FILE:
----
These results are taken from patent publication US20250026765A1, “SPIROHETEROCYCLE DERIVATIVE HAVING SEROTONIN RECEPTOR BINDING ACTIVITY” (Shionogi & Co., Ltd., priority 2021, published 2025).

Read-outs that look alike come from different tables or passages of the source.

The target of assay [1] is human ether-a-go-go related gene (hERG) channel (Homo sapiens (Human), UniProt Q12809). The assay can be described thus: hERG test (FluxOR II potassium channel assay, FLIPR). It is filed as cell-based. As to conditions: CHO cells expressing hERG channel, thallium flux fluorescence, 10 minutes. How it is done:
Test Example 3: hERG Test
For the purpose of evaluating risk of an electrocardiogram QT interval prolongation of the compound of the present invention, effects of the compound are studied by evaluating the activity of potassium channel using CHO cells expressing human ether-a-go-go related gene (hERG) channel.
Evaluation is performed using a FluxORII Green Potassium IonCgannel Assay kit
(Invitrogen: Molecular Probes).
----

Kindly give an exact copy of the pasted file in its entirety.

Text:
These results are taken from patent publication US20250026765A1, “SPIROHETEROCYCLE DERIVATIVE HAVING SEROTONIN RECEPTOR BINDING ACTIVITY” (Shionogi & Co., Ltd., priority 2021, published 2025).

Read-outs that look alike come from different tables or passages of the source.

The target of assay [1] is human ether-a-go-go related gene (hERG) channel (Homo sapiens (Human), UniProt Q12809). The assay can be described thus: hERG test (FluxOR II potassium channel assay, FLIPR). It is filed as cell-based. As to conditions: CHO cells expressing hERG channel, thallium flux fluorescence, 10 minutes. How it is done:
Test Example 3: hERG Test
For the purpose of evaluating risk of an electrocardiogram QT interval prolongation of the compound of the present invention, effects of the compound are studied by evaluating the activity of potassium channel using CHO cells expressing human ether-a-go-go related gene (hERG) channel.
Evaluation is performed using a FluxORII Green Potassium IonCgannel Assay kit
(Invitrogen: Molecular Probes).